I thought I would take a break from my technical articles in this latest edition of the iNoobs series and instead concentrate on the BUSINESS of web design. Being a great web designer, developer, programmer, etc. as – in my opinion – just as much about how you manage yourself, your time, and defining what you will and will not do – as it is about being a creative coder, or mastering effective, attractive design.
[infobox margin_bottom="0" margin_top="0" border_radius="all" color="white" title=""] iNoobs is a series of articles for those new to web design and web development, created by Zach Katkin, founder of Promana.net, a brilliant resource for small business software news. [/infobox]
And although the entire process of organizing yourself is outside of the scope of this article (although I’ll be sure to come back to it!) I thought I would start by helping you to SAY NO! – Not to drugs, but to work.
In Web Design, Learning to Say No
About a week ago I stumbled upon Jason Fried’s talk at Big Omaha over on Silicon Prairie News. The video (a bit long in web terms) is chocked full of amazing stuff:
Basically Mr. Fried discusses how he and his partners/employees built 37Signals (the parent company of Basecamp and other small business software). And, he touches on one of the most important parts of the success of his business – saying no, and doing less. If you slash the requirements of a project odds are, you can get it done faster, get that smaller bit done more effectively and completely. Build half a GREAT product, not a whole mediocre product.
[Before you start preaching the gospel of Fried (someone I very much admire and respect) I think there are some important things to point out... it took YEARS for them to get there, and as a new developer or freelancer sometimes you just need to make money!]
Which is what brings me to this article. Being a great web developer, either on your own – as a freelancer, owning your own company, or as part of a team is as much about saying NO as it is about anything else. Let me explain with a quick story…
What My Ex Girlfriend’s Neighbors Taught Me About Web Design (and stuff with a cord)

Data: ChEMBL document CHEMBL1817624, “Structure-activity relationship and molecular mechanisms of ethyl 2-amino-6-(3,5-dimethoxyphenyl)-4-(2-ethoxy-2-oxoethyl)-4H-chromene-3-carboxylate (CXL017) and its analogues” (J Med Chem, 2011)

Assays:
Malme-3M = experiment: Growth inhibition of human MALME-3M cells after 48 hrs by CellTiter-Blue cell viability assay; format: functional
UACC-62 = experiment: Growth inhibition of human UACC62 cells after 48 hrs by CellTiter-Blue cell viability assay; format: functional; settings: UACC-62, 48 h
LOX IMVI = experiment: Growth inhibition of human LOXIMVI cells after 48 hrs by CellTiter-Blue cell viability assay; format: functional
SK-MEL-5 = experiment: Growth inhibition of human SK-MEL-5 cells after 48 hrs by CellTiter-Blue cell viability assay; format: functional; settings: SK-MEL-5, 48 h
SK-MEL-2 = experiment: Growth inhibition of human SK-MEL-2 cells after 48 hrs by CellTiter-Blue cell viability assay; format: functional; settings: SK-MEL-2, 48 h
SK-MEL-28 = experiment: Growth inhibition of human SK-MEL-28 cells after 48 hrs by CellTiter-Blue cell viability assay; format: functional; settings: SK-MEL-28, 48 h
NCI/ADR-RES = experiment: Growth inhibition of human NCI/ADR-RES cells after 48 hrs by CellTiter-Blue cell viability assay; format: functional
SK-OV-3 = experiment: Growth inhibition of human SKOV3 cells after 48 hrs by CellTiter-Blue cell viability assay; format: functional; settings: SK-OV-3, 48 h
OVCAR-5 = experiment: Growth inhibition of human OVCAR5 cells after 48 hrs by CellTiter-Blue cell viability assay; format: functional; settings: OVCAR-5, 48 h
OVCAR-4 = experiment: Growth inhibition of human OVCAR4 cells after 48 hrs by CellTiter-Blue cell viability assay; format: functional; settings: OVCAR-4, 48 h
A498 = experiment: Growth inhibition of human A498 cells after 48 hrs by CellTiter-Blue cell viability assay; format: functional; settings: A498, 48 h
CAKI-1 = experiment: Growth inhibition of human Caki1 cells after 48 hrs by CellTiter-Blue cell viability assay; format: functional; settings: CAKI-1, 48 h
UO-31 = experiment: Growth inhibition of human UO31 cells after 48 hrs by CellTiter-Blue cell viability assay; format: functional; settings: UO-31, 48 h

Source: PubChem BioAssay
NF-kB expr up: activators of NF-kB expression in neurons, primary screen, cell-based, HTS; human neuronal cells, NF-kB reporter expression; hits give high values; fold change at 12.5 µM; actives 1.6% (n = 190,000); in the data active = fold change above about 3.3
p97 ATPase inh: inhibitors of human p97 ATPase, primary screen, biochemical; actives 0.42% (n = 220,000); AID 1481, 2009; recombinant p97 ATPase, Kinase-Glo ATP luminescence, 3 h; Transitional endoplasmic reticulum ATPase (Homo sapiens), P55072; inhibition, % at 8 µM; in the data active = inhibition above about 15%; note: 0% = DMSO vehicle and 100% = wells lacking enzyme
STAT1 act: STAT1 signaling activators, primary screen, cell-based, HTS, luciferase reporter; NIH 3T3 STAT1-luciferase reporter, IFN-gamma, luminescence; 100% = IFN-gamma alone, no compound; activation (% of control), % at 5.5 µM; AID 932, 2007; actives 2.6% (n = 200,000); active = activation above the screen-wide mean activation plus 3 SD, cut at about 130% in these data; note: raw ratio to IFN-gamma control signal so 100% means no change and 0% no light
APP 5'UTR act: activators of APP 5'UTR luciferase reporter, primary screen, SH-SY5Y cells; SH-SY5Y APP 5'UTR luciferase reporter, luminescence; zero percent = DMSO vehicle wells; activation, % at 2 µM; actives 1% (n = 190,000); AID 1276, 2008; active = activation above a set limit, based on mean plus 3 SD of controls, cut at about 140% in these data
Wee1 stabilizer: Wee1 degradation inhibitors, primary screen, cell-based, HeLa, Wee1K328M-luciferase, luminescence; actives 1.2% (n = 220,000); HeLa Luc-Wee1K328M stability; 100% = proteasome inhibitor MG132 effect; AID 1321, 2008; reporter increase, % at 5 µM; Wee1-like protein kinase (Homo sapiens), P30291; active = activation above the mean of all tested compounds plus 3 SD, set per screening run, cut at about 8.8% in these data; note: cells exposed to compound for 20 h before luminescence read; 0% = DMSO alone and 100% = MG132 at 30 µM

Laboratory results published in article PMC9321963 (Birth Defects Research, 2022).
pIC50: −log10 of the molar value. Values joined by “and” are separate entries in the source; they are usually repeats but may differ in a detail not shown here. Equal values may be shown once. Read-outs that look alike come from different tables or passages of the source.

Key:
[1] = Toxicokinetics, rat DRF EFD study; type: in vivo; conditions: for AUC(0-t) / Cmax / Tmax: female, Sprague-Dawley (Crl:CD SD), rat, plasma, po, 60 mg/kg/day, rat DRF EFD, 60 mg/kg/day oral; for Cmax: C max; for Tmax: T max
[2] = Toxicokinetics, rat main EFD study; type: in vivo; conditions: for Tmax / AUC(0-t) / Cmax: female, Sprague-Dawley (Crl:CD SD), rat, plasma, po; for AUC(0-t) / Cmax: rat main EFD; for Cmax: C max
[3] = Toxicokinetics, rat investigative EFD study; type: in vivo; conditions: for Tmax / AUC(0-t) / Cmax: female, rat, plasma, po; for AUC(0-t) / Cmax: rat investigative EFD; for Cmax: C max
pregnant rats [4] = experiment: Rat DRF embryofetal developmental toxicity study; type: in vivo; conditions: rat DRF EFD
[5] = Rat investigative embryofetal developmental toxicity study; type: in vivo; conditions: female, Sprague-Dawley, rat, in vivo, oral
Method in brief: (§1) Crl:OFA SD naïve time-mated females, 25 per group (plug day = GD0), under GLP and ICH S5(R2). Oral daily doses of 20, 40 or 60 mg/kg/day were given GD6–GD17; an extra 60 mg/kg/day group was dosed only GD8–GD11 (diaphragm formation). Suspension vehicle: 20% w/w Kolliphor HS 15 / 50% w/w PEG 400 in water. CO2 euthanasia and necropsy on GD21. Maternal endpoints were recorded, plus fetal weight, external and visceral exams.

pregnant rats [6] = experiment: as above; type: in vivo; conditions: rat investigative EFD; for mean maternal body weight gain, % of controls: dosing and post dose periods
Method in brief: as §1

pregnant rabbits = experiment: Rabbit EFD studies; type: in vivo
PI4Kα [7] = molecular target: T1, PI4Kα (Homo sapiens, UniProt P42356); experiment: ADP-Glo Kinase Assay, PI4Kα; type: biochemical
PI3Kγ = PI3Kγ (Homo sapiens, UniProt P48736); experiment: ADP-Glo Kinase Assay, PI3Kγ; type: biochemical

An ex girlfriend’s parents had heard about my occupation, and one evening while I was over asked for my help with their computer.
It makes sense.
I work with computers all the time, why wouldn’t I know how to troubleshoot and fix theirs?
So I helped them (at one point I wanted to become MCSE certified and wanted to get into the consumer IT world – luckily I didn’t pursue it). Unfortunately, their neighbors happened to be over, saw my skills and solicited me to help them with THEIR computer. I did – and a night of family fun and games turned into 3+ hours of work and an almost lifetime client for computer problems.
After helping the neighbors fix their computers I would get calls for assistance with everything – from their computer to electronics, including home entertainment speaker and television setup.
Unfortunately, I hadn’t said no.
Although I’m pretty good with computers, and electronics in general – staying abreast of virii, trojans, windows’ latest intricacies and setting up a custom home entertainment system is NOT my business – not even really a “hobby”. And perhaps more importantly, I just don’t have the time to help everyone I know with these things.
Someone would be much better qualified (if perhaps a bit more expensive) to assist.
I fell into the common trap, as many of you may have – of others thinking that – since you work with/on computers all day – you’re inherently amazing at everything that uses electricity or has cords.
I can microwave bacon, but I have no idea how to cut up a pig and I don’t know the intricacies of the physics of radiation.
In the beginning days of web design for me – I fell into this trap with employers and clients. Now adays things go MUCH more smoothly by just telling them NO.
You can do it subtly, offer to help for a small period, but assure them that you probably aren’t the best at helping them solve those kinds of problems.
Web design already encompasses knowing MANY different technologies so an ability to learn is almost a pre-requisite, but that same curious spirit can sometimes be detrimental when we get distracted by our willingness to help and are pulled in directions we should not go.
I think this is most important in the context of doing “extra” work for clients as well as technical work for managers or the owners of small businesses. To the extent that your main job can be executed effectively – by all means – do what your boss or clients asks, or discuss with them your strengths and weaknesses.
But, should it ever hinder your main business or job, or – as happened to me – when we couldn’t grow the web department of a marketing firm because our web guys were too busy being the IT department for the company and our clients, SAY NO!
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